Seattle Fire Department plans to replace its Northgate 'cancer house' station

Firefighters have long suspected the station has been making them sick.

A large fire truck exits a garage beneath a blue sky.

A ladder truck seen exiting Fire Station 31 in Seattle, May 1, 2018. (Matt M. McKnight/Crosscut)

For nearly two decades, Seattle firefighters have complained about a North Seattle station they suspected was making its crews sick. Now, tensions surrounding the notorious Station 31, also known as the “cancer house,” may soon come to end.

On Friday, Fire Chief Harold Scoggins announced the department’s plans to tear down and replace Station 31, pending Seattle City Council approval. It’s a move firefighters have wanted since at least the early 2000s. While the decision resulted from a number of factors, including a lack of space at the Northgate facility, recently recommended environmental improvements tipped the scale toward a full replacement.

“Mold and other health and safety concerns led us down this road, but as we got inside the building we really started to understand the challenges with the facility that really opened up our eyes to a number of other issues and concerns,” Scoggins told reporters Friday.

Firefighters in general are at an increased risk of cancer because of their exposure to certain chemicals, but crews have come to believe there’s something particularly harmful about Station 31. Although several environmental tests did not turn up a smoking gun, a state Department of Health study found that, between 1975 and 2003, 119 crew members became sick with cancer.

“There is something wrong with that station,” said Kenny Stuart, president of Seattle Fire Fighters Union, Local 27.

What’s unclear is how the rates of illness compare with overall rates of cancer among Seattle firefighters. In recent months, the fire department has been working with the Fred Hutchinson Cancer Research Institute to determine whether Station 31 is an outlier. Scoggins said Friday the institute would continue that work. The results are due in early 2020.

Built in the 1970s and renovated in the early 2000s, the station has been a point of tension between firefighters and city leadership for years. In 2003, firefighters accused then-Mayor Greg Nickels of not taking the matter seriously, even threatening to pitch tents outside of the station.

The most recent flare-up came last June when fire department leadership evacuated the station after preliminary testing conducted by Local 27 showed trace amounts of possibly harmful mycotoxins, produced by mold. The firefighters have been operating out of four nearby stations ever since.

Since the relocation, response times in the area have dipped below department standards.

Scoggins said Friday that the department had conducted its own tests and also found traces of mold. However, mycotoxins are not uncommon in the moist Pacific Northwest. And while mycotoxins can cause cancer, no link has been established between cancer rates and what the union and the department found in their testing.

Regardless, the city decided it was worth the effort to replace the station, which already was due for some upgrades, separate from environmental concerns, according to the department. It is one of the busiest in the city and has added crew members — including an additional aid car — to respond to the growing North Seattle population, said Scoggins. Additional environmental upgrades, recommended by a third-party consultant, pushed the department to request a new station.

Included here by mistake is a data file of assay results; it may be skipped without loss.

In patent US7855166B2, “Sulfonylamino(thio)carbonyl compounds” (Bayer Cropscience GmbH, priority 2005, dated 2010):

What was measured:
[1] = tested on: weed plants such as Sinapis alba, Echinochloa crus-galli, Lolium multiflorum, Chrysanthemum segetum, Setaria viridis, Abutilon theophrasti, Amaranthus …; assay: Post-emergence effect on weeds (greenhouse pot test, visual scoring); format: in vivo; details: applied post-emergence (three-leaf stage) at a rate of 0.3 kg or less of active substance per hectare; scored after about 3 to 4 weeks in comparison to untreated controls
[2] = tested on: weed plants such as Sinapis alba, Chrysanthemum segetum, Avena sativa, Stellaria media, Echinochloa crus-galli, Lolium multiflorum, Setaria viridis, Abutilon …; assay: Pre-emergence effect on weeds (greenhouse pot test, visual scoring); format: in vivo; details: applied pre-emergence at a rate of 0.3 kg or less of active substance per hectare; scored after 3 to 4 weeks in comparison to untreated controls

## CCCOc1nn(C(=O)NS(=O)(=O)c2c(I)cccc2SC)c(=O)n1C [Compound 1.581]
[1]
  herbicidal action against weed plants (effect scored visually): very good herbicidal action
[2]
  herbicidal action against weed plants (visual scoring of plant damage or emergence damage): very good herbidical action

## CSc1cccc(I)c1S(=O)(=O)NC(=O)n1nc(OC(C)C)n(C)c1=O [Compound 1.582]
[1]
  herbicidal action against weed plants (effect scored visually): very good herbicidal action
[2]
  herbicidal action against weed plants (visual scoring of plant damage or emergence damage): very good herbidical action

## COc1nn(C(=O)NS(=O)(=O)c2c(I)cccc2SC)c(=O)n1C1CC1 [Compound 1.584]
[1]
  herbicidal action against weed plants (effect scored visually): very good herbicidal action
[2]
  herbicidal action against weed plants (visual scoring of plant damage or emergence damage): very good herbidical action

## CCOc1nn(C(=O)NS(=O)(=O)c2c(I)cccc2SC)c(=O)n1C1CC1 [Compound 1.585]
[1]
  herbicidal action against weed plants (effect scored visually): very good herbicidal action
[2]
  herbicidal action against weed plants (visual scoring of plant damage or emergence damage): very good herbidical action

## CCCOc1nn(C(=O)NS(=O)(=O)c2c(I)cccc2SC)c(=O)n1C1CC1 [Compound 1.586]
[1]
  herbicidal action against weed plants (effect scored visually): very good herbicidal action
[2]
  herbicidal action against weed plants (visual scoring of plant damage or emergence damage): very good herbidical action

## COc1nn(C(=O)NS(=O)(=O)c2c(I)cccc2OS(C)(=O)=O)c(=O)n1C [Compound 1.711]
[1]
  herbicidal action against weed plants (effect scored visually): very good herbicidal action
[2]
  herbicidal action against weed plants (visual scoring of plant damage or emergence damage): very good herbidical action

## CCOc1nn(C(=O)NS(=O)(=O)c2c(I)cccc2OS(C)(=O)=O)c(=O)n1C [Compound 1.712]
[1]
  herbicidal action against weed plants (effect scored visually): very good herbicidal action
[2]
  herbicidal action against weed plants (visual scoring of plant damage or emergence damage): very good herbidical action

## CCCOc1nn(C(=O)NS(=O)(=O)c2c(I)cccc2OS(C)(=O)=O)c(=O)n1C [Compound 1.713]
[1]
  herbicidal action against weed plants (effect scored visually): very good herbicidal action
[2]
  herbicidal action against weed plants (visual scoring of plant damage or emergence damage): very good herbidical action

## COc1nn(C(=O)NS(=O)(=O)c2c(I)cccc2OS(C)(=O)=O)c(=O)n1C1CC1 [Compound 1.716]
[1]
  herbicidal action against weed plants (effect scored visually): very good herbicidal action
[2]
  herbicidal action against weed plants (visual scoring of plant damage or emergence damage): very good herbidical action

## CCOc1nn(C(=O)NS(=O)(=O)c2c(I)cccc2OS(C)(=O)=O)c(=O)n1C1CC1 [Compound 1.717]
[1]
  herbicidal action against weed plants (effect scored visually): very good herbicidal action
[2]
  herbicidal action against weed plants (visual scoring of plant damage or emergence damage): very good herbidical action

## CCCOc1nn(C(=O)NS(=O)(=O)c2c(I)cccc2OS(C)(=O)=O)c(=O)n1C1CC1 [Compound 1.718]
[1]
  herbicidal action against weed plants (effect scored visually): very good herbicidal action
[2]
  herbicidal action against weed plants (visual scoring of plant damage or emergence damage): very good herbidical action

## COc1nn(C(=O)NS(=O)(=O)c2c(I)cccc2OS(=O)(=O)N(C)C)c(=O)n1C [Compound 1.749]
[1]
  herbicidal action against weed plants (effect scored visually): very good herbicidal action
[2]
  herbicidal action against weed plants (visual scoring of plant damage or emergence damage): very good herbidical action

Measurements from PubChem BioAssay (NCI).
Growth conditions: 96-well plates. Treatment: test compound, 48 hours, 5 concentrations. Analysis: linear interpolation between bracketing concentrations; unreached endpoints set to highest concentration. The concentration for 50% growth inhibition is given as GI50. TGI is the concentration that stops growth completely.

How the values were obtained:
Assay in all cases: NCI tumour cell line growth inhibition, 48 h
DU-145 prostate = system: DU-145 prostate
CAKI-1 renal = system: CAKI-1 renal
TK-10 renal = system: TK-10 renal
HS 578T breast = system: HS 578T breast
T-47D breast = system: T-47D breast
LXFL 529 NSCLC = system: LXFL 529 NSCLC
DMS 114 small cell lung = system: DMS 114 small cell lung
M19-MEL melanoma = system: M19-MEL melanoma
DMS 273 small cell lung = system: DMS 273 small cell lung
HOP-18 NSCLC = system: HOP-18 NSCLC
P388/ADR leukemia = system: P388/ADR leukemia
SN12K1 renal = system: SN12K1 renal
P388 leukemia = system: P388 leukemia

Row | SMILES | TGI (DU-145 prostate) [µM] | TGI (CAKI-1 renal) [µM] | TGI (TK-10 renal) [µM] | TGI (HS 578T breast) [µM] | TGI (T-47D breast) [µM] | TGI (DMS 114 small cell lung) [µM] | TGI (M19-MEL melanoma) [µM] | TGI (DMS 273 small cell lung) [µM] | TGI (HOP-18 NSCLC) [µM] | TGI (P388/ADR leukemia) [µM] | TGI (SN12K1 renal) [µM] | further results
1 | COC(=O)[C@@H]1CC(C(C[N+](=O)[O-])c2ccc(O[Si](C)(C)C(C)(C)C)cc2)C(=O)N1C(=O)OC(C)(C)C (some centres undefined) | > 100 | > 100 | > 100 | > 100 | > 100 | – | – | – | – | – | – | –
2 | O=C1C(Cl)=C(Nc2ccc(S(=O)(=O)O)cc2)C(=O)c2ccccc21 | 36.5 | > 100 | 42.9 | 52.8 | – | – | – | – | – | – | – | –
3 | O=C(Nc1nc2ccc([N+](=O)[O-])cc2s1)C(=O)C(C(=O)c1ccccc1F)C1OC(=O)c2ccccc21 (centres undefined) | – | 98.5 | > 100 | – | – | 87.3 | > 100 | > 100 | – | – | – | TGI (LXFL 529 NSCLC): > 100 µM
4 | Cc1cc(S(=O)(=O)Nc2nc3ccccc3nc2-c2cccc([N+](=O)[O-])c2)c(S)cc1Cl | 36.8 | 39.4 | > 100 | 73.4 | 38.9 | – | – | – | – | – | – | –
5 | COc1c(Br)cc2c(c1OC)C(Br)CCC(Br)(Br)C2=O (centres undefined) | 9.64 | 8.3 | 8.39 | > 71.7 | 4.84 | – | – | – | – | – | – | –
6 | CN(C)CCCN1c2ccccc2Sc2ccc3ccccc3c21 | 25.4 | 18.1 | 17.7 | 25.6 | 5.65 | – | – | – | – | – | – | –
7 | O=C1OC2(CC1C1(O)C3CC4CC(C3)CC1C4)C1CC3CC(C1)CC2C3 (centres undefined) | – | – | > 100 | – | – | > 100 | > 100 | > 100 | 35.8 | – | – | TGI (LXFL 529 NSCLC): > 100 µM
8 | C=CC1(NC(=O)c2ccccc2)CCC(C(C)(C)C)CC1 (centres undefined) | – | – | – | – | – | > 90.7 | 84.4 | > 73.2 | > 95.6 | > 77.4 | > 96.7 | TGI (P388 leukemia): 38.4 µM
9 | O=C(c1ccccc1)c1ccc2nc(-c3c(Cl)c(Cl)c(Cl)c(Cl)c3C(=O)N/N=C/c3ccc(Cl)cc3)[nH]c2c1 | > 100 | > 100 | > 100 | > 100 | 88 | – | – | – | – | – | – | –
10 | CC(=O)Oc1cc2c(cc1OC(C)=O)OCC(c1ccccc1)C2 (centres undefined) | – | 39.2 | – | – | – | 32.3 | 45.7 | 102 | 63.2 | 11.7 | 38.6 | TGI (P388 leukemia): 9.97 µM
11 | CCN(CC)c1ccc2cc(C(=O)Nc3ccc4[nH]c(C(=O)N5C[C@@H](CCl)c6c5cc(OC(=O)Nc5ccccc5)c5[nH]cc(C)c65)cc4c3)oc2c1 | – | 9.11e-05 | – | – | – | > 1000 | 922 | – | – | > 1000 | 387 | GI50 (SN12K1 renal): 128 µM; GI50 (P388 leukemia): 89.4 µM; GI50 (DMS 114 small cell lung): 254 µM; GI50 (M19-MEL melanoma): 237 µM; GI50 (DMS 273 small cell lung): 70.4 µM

“Already understanding that the fire station was too small for the fire department’s needs now, it just didn’t make sense for us to do one-off fixes rather than addressing the overall problem of building a fire station that met the fire department’s needs for the next 50 years,” said Chris Potter, chief operating officer of the city’s Department of Finance and Administrative Services.

Station 31’s crew members will shortly move into an “interim” station made up of tents and trailers. Kamaria Hightower, spokesperson for Mayor Jenny Durkan, said this year's changes have been budgeted for. "The City anticipated this possibility, having set aside funds for a temporary relocation to address immediate need specifically in this budget," she said in an email. She added that the city's long-term plan for capital projects included the possibility of needing a new station. 

The next step involves finding a site for the new station. The department then must go to the city council to request funding for purchasing the site and constructing the station. It will likely be a number of years before firefighters move into a new station, said Stuart, the union local's president.

Cost will depend on the site. A new station recently built in West Seattle cost $18 million to build.

"The City will be working with Council and stakeholders in the coming year on financial resources as well as identifying a new location," said Hightower.

Please support independent local news for all.

We rely on donations from readers like you to sustain Crosscut's in-depth reporting on issues critical to the PNW.


About the Authors & Contributors

David Kroman

David Kroman

David Kroman is formerly a reporter at Crosscut, where he covered city politics.